Standardized template design is a useful tool to improve clinical documentation and reliable reporting of health care outcomes when constructed with clear objectives and with collaboration of key stakeholders. A standardized template should not only capture accurate diagnostic information, but also inform quality improvement (QI) measures and best practices.
Kang and colleagues showed that a correlation exists between organizational satisfaction and improved quality outcomes. 1 A new initiative should have a well-defined purpose reinforced by collaborative workgroups and engaged employees who understand their clinical care role with electronic health record (EHR) modifications.
Several studies have shown how the usefulness of templates achieve multipurpose goals, such as accurate documentation and improved care. Valluru and colleagues showed a significant increase in vaccination rates for patients with inflammatory bowel disease after implementing a standardized template. 2 By using a standardized template, Thaker and colleagues showed improved documentation regarding obesity and increased nutritional and physical activity counseling. 3 Furthermore, Grogan and colleagues showed that templates are useful for house staff education on International Classification of Diseases (ICD) terminology and demonstrated improved documentation in the postintervention group. 4,5
This article discusses the US Department of Veterans Affairs (VA) North Florida/South Georgia Veterans Health System (NF/SGVHS) integrated informatics solutions within template design in the Veterans Health Administration (VHA) EHR system that was associated with an increase in its case severity index (CSI) through improved clinical documentation capture.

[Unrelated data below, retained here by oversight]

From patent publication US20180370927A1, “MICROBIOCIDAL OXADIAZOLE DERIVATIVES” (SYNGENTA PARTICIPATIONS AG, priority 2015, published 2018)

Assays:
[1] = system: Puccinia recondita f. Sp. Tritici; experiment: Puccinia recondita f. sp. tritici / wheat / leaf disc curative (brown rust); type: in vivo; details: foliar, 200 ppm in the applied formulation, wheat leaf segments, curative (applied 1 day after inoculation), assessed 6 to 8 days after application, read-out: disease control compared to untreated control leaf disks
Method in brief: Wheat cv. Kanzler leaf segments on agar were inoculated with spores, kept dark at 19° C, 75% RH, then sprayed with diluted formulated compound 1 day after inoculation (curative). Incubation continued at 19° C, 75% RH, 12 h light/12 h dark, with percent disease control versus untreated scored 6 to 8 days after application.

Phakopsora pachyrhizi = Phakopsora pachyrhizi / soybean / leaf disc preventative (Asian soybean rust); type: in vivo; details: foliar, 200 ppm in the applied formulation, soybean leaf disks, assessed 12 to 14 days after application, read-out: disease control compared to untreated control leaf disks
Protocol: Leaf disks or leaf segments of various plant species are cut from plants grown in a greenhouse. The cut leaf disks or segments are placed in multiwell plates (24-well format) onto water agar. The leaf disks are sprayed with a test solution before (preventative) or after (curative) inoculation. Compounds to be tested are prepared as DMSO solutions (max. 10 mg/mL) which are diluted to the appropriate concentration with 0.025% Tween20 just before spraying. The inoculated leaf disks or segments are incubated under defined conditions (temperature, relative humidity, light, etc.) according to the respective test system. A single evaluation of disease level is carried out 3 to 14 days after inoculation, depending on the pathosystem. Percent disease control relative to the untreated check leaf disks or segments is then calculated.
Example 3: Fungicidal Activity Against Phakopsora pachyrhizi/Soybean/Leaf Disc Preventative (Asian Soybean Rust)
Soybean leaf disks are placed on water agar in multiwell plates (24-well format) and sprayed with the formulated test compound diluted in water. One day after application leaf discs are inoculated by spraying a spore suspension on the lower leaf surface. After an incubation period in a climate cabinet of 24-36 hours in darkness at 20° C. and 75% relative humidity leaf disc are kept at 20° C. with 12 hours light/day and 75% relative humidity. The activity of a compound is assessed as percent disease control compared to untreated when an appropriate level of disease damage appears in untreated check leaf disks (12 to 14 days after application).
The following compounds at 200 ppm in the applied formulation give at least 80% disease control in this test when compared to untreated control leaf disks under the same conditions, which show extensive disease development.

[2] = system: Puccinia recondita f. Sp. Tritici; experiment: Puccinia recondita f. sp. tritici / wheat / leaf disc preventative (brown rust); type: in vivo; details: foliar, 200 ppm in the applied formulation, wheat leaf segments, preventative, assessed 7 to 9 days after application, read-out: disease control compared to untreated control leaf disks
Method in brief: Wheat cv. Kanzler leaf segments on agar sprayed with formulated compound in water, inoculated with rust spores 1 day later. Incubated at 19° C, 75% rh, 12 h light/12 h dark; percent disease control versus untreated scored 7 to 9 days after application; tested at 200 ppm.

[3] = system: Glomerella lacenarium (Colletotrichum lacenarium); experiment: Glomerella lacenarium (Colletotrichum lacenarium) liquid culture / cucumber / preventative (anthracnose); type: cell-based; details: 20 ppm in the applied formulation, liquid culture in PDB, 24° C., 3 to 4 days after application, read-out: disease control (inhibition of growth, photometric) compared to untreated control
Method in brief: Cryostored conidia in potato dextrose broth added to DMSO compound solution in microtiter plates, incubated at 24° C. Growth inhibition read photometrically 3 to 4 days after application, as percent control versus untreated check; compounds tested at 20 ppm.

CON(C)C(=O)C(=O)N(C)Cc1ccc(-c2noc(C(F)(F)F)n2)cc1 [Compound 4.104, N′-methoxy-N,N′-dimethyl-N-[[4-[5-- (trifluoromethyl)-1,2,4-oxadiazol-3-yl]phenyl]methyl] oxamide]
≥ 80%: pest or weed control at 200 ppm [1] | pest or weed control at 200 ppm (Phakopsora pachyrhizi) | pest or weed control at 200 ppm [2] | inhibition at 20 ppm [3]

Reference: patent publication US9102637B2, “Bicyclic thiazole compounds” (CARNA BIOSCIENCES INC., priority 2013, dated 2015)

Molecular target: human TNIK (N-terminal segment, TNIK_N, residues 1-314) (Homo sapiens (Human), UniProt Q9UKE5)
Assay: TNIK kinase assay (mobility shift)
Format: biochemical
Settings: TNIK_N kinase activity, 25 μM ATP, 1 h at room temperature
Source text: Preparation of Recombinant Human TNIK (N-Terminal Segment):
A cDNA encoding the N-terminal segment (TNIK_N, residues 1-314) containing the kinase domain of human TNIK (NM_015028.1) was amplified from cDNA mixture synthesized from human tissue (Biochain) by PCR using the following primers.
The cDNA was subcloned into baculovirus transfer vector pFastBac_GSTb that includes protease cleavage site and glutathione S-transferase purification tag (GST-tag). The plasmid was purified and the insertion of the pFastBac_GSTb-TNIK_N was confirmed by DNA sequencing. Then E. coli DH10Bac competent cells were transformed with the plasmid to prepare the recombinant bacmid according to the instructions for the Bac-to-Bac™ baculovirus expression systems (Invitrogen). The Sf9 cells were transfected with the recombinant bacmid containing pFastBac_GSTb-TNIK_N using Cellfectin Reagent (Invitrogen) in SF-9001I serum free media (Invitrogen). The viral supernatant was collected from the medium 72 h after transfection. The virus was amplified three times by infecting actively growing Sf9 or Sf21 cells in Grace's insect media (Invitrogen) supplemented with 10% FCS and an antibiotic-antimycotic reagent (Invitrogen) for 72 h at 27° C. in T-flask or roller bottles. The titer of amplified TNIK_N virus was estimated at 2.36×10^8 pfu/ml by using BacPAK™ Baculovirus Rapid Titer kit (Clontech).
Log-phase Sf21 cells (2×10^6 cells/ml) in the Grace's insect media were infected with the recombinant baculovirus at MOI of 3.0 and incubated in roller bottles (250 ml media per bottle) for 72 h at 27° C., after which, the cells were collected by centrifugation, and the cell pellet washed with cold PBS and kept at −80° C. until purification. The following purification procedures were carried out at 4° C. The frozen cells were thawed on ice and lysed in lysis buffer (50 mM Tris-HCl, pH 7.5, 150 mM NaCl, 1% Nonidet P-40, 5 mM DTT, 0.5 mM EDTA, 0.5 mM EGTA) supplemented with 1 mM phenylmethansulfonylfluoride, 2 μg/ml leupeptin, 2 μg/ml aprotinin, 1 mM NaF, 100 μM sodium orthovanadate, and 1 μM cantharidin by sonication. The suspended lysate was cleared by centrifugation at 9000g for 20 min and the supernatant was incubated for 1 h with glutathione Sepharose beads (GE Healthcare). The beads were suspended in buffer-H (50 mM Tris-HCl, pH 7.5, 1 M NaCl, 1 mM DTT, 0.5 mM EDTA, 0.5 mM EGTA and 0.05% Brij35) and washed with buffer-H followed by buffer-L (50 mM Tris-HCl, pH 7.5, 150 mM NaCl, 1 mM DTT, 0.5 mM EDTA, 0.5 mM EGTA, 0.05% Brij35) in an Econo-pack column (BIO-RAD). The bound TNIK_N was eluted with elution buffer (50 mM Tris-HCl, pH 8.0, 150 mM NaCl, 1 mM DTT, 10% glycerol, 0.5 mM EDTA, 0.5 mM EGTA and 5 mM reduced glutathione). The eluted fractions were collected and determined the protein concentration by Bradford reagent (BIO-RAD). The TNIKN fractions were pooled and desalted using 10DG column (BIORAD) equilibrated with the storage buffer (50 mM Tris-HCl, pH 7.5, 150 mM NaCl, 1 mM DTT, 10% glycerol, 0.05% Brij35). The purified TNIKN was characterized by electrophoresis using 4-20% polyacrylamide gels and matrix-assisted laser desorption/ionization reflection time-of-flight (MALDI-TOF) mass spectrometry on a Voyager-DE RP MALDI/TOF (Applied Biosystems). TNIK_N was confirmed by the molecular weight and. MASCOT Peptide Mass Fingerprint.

According to policy activities that constitute research at NF/SGVHS, institutional review board approval was not required as this work met the criteria for operational improvement activities exempt from ethics review.
NF/SGVHS includes 2 hospitals: Malcom Randall VA Medical Center (MRVAMC) in Gainesville, Florida, and Lake City VA Medical Center (LCVAMC) in Lake City, Florida. MRVAMC is a large, 1a, academic VA facility composed of rotating residents and fellows and includes multiple specialty care services. LCVAMC is a smaller, nonteaching facility.
Template Design Impact
CSI is a risk-adjusted formula developed by the Inpatient Evaluation Center within VHA. CSI is incorporated into the VHA quality metrics reporting system, Strategic Analytics for Improvement and Learning (SAIL). CSI risk-adjusts metrics such as length of stay and mortality before releasing SAIL reports. CSI is calculated separately for acute level of care (LOC) and for the intensive care unit (ICU). In fiscal year (FY) 2017, acute LOC preimplementation data for CSI at NF/SGVHS were 0.76 for MRVAMC and 0.81 for LCVAMC, which was significantly below the national VHA average of 0.96 (Table).
A below-average CSI conveys a less complicated case mix compared with most other VA facilities. Although smaller VA facilities may have a less complicated case mix, it is unusual for large, tertiary care 1a VA facilities to have a low CSI. This low CSI is usually due to inadequate documentation, which affects not only risk-adjusted quality metrics outcomes, but also potential reimbursement. 6
An interdisciplinary team composed of attendings, residents, and a clinical document improvement specialist identified the below-average acute LOC CSI for MRVAMC and LCVAMC compared with that of the national VHA average. Further analysis by chart reviews showed inconsistencies with standardized documentation despite prior health care provider education on ICD terminology and specific groups of common comorbidities analyzed in administrative data reviews for risk-adjustment purposes, known as Elixhauser comorbidities. 5,7